The afternoon shuttle ride from Antigua, Guatemala to Lake Atitlan, where I would be spending the next month studying Spanish, was thoroughly enjoyable due the scenic views and our driver’s music selection. (I had also picked the passenger seat with a headrest in contrast to that morning’s tiny backrests. So much better!) He had several flash drives of music that he could plug into his stereo. Much of this was current Spanish-language radio hits, while others were bachata remixes of popular American songs.
This is thing about the bachata style of music: it makes everything better. It expresses joy and love and passion but with an underlying hint of sadness at the same time. And anyone who knows me well knows that I like a bit of darkness in my music. I become really really happy when I listen to grunge ;). Bachata transformed Coldplay’s “Clocks” and Whitney Houston’s “I Will Always Love You” into danceable melodies. Normally, I like Adele’s “Someone Like You”… but it’s the type of song that makes me want to curl up in a ball on my couch in sweatpants and either drink heavily or inhale a pint of Ben and Jerry’s. But set that baby to bachata, and it’s time to put your dancing shoes on! Bachata has even accomplished the seemingly impossible feat of making Jason Mraz palatable. (Whaaaat? Well, I never!) I found myself tapping my foot to the bachata-style “I’m Yours,” when typically I start looking for the nearest sharp object when I hear the original version. (Only a slight exaggeration).
Our shuttle descended through the town of Solola down fog-covered roads to the lakeside pueblo of Panajachel. In order to reach San Pedro, I would need to take one of the many lanchas that ferry passengers across the lake throughout the day. The problem: the weather was overcast and rather cold, and the water was wicked choppy. I do NOT do well on small craft. Still, without any realistic alternative, I threw my backpack in the lancha, donned my acupressure wrist bracelets, and hoped for the best.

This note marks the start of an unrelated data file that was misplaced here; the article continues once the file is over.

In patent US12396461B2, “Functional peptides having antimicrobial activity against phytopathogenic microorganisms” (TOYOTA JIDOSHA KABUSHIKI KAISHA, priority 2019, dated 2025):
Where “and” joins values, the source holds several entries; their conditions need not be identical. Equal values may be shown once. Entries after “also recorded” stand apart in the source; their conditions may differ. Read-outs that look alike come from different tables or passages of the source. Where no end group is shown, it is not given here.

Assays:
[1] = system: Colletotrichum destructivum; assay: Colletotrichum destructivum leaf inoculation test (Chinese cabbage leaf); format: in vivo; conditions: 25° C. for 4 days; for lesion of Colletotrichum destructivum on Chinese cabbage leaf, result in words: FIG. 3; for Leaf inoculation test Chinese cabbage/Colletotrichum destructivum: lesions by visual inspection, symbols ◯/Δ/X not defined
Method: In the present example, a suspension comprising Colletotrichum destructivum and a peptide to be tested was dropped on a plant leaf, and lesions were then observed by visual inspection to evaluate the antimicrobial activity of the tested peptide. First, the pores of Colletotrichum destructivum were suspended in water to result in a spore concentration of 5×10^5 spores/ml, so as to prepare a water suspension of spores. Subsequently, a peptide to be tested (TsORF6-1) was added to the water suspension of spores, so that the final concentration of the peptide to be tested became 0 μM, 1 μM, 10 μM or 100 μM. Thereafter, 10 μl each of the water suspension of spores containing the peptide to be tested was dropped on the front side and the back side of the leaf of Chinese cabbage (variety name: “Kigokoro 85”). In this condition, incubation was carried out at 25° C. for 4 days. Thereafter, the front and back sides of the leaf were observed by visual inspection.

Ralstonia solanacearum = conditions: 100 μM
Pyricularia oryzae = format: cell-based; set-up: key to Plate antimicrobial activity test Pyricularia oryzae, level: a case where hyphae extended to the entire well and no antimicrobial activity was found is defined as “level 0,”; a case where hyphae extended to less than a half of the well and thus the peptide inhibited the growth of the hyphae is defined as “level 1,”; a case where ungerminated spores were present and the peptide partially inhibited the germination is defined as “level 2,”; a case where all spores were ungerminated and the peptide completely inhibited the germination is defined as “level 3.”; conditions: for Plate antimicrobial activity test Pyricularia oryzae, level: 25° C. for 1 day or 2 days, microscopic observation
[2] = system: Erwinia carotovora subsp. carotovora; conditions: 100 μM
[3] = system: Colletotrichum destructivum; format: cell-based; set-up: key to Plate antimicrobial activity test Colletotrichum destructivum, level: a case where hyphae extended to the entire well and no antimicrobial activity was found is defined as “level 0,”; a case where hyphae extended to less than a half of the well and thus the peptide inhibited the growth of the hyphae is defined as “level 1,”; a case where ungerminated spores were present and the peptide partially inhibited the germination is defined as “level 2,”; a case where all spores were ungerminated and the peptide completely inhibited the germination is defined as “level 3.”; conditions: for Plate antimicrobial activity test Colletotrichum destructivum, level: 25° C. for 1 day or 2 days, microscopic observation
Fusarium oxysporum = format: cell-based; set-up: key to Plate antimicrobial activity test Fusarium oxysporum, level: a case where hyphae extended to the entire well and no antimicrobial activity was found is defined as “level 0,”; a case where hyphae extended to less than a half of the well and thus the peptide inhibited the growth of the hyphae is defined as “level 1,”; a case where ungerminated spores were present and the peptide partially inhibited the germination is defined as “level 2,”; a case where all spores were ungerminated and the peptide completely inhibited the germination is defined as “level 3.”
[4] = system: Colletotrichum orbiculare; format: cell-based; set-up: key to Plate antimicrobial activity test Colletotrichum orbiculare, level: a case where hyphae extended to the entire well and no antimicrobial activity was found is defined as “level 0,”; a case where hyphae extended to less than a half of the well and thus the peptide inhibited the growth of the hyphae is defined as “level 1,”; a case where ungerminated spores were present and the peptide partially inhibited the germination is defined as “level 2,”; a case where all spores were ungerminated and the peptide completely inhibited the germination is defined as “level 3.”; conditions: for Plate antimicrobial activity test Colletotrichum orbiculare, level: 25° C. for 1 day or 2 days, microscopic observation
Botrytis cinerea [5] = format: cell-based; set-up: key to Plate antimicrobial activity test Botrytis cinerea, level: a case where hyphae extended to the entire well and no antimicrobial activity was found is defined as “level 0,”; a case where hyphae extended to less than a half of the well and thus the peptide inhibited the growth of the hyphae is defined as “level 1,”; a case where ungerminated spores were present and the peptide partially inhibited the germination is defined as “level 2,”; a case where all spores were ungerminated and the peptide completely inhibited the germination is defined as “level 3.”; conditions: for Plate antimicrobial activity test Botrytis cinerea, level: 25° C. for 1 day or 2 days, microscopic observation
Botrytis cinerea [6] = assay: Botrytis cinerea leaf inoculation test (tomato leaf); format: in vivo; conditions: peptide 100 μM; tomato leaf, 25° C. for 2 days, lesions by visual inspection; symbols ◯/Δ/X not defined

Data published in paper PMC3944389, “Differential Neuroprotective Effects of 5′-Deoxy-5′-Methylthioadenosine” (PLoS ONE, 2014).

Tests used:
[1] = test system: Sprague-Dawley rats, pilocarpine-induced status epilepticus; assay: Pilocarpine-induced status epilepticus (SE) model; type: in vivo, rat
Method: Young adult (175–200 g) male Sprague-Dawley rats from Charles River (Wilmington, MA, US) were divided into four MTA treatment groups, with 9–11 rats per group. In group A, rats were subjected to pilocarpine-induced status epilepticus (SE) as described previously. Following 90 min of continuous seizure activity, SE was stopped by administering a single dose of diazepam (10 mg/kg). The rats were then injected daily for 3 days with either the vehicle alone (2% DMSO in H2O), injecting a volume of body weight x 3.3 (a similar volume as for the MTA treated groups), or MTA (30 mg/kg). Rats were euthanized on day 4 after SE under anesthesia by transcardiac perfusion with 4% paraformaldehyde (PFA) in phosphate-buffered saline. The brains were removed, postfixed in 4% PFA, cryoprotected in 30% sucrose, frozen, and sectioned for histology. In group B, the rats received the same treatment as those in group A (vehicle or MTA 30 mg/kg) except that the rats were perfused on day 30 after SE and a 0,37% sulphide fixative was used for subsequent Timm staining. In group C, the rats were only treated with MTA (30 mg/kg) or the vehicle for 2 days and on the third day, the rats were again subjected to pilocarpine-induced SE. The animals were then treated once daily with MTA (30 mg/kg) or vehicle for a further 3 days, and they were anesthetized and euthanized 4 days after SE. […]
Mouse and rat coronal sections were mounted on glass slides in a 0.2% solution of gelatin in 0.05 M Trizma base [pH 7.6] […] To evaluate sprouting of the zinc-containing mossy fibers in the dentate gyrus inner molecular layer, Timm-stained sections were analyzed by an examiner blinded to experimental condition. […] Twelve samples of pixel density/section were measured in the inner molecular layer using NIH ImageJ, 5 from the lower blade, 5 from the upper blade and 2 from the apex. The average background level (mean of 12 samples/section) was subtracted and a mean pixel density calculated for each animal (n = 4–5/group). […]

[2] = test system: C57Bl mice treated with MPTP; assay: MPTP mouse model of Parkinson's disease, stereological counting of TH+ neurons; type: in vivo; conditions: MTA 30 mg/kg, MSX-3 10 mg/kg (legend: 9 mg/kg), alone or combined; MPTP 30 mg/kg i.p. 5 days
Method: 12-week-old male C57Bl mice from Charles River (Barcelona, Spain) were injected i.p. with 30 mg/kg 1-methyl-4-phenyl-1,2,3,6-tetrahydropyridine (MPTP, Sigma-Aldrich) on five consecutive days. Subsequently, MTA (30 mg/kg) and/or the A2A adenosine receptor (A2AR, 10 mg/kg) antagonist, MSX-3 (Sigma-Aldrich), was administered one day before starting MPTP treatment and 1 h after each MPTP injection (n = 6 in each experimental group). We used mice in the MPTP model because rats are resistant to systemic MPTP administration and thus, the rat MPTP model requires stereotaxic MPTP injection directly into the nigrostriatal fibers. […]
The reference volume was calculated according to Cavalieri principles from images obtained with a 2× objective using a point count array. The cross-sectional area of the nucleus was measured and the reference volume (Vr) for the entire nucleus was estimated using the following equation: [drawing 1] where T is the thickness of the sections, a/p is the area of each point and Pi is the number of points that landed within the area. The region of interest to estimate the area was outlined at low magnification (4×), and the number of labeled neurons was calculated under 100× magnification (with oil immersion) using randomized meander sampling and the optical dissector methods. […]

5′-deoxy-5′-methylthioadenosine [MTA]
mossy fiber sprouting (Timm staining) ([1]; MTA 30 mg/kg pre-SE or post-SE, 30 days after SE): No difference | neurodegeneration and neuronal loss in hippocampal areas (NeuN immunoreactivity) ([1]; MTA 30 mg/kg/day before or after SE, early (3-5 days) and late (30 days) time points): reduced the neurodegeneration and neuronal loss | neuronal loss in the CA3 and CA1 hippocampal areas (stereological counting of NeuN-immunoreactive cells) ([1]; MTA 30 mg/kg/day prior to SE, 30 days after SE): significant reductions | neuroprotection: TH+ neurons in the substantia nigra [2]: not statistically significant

As our boat bumped along the waves, water and mist splashed at us from the front of the boat. One of the workers who was sitting on the roof lowered a bright blue tarp over the front of the seating area to keep the water from hitting us. (The couple sitting in the front two seats of the boat were not so lucky). The upside was that the tarp blocked the wind, keeping the interior a bit warmer; the downside was that the tarp dangled about three inches in front of my nose, creating the equivalent of being blindfolded on a magic motion ride. Vomitus.
Roughly twenty minutes later (was it twenty? I don’t know, I was blindfolded), a hint of sun started to peek through the clouds. The tarp was lifted, and land ho! Whereas before, the mist obscured any type of view, we could now see our boat approaching the other side of the lake and the dock of San Pedro.
Pleasantly surprised that I had not lost my lunch, I disembarked and got my first look at the town that I would call home for the next month. It was my last night of “vacation”: the next morning, it would be back to school for me.